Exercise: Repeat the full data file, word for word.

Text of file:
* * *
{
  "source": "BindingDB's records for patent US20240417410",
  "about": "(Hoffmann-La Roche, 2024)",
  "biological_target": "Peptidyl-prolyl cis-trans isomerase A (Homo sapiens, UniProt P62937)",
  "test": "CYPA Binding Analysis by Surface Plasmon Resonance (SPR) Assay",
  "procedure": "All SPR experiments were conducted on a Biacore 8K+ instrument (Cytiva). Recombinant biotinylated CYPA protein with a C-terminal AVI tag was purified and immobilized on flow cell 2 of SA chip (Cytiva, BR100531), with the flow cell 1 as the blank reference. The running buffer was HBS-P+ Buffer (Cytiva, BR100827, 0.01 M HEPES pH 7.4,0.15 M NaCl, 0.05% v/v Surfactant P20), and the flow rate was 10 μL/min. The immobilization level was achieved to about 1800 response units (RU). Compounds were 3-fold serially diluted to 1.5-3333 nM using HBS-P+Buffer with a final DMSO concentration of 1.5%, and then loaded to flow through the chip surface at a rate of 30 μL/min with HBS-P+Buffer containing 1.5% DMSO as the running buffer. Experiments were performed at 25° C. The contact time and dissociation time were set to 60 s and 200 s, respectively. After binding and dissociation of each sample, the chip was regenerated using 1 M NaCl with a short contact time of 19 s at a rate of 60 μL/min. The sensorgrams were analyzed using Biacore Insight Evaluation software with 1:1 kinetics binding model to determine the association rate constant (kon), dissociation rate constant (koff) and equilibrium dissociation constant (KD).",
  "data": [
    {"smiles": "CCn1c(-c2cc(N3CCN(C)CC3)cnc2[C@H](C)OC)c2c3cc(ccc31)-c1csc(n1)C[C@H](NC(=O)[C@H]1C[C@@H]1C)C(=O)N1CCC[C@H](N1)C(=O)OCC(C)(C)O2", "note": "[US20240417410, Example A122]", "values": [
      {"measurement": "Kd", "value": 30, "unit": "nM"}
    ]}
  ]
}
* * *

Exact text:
{
  "source": "BindingDB's records for patent US20240417410",
  "about": "(Hoffmann-La Roche, 2024)",
  "biological_target": "Peptidyl-prolyl cis-trans isomerase A (Homo sapiens, UniProt P62937)",
  "test": "CYPA Binding Analysis by Surface Plasmon Resonance (SPR) Assay",
  "procedure": "All SPR experiments were conducted on a Biacore 8K+ instrument (Cytiva). Recombinant biotinylated CYPA protein with a C-terminal AVI tag was purified and immobilized on flow cell 2 of SA chip (Cytiva, BR100531), with the flow cell 1 as the blank reference. The running buffer was HBS-P+ Buffer (Cytiva, BR100827, 0.01 M HEPES pH 7.4,0.15 M NaCl, 0.05% v/v Surfactant P20), and the flow rate was 10 μL/min. The immobilization level was achieved to about 1800 response units (RU). Compounds were 3-fold serially diluted to 1.5-3333 nM using HBS-P+Buffer with a final DMSO concentration of 1.5%, and then loaded to flow through the chip surface at a rate of 30 μL/min with HBS-P+Buffer containing 1.5% DMSO as the running buffer. Experiments were performed at 25° C. The contact time and dissociation time were set to 60 s and 200 s, respectively. After binding and dissociation of each sample, the chip was regenerated using 1 M NaCl with a short contact time of 19 s at a rate of 60 μL/min. The sensorgrams were analyzed using Biacore Insight Evaluation software with 1:1 kinetics binding model to determine the association rate constant (kon), dissociation rate constant (koff) and equilibrium dissociation constant (KD).",
  "data": [
    {"smiles": "CCn1c(-c2cc(N3CCN(C)CC3)cnc2[C@H](C)OC)c2c3cc(ccc31)-c1csc(n1)C[C@H](NC(=O)[C@H]1C[C@@H]1C)C(=O)N1CCC[C@H](N1)C(=O)OCC(C)(C)O2", "note": "[US20240417410, Example A122]", "values": [
      {"measurement": "Kd", "value": 30, "unit": "nM"}
    ]}
  ]
}